Here's a virtual movie of the great Edgar Allan Poe reading his much loved poem "Lenore" This reading is provided by the voice of an actor by the name of George Rosette who I cannot seem to find anything about on the internet,though his voice sounds quite familiar.I reckon I have heard that voice in cartoons.Any info you can share about this actor will be much appreciated and added to these notes. The well modulated reading is surprisingly effective. Alas the rare LP record it comes from has been almost played to death so apologies for the skips and jumps which whilst annoying do not entirely detract from the pleasure of listening to this very enjoyable recital.
"Lenore" is a poem by the American author Edgar Allan Poe. It began as a different poem, "A Paean", and was not published as "Lenore" until 1843.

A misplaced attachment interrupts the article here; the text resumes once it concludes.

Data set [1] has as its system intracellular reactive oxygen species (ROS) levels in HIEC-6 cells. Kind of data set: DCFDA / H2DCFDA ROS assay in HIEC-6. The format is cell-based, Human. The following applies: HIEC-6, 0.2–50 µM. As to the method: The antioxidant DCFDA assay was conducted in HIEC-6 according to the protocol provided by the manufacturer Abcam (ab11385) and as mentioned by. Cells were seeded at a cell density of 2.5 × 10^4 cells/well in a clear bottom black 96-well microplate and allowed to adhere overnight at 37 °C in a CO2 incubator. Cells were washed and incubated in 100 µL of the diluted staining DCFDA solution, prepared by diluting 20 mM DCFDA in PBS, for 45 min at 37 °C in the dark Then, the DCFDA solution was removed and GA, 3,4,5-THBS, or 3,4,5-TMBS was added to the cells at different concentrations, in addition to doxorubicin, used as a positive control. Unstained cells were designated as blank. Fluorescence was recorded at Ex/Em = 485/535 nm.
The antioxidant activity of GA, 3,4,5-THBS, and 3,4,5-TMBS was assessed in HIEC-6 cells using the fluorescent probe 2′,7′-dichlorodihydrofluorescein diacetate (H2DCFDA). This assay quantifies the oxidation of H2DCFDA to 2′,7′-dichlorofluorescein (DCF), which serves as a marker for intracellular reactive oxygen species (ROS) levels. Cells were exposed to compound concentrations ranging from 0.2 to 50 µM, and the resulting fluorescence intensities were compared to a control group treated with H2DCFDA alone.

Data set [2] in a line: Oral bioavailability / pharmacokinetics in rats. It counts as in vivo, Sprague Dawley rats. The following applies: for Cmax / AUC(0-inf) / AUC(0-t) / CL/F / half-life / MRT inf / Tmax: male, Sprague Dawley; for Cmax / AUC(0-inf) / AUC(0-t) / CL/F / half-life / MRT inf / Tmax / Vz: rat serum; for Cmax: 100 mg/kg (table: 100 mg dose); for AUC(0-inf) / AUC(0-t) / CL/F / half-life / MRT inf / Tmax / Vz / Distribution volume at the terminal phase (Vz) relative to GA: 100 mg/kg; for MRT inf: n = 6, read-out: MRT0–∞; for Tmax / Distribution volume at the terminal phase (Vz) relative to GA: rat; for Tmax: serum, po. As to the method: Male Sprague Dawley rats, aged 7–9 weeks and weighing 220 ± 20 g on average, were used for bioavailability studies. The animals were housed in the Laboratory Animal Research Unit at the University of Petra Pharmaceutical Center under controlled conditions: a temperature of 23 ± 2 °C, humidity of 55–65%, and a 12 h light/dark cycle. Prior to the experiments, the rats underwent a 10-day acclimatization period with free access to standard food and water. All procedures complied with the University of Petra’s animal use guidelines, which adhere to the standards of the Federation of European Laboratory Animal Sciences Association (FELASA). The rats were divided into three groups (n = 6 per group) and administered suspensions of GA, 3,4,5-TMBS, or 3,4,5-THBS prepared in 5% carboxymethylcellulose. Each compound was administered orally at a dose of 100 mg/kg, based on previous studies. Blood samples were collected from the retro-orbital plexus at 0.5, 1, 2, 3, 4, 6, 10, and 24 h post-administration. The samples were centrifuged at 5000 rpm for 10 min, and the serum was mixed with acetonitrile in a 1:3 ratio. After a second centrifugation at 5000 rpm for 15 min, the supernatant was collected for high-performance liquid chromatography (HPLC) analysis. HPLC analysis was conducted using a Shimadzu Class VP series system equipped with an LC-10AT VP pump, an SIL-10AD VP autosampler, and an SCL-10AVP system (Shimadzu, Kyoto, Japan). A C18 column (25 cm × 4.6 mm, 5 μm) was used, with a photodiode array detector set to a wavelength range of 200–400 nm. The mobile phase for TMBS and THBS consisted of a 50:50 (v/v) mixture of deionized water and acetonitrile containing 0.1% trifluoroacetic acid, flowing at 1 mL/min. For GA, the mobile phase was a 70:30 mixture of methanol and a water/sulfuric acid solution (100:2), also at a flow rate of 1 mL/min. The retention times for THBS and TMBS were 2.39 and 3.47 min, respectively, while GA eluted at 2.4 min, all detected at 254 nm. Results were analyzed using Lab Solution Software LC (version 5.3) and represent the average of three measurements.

The poem discusses proper decorum in the wake of the death of a young woman, described as "the queenliest dead that ever died so young". The poem concludes: "No dirge shall I upraise,/ But waft the angel on her flight with a paean of old days!" Lenore's fiancé, Guy de Vere, finds it inappropriate to "mourn" the dead; rather, one should celebrate their ascension to a new world. Unlike most of Poe's poems relating to dying women, "Lenore" implies the possibility of meeting in paradise.
The poem may have been Poe's way of dealing with the illness of his wife Virginia. The dead woman's name, however, may have been a reference to Poe's recently-dead brother, William Henry Leonard Poe. Poetically, the name Lenore emphasizes the letter "L" sound, a frequent device in Poe's female characters including "Annabel Lee", "Eulalie", and "Ulalume"
All rights are reserved on this video recording copyright Jim Clark 2013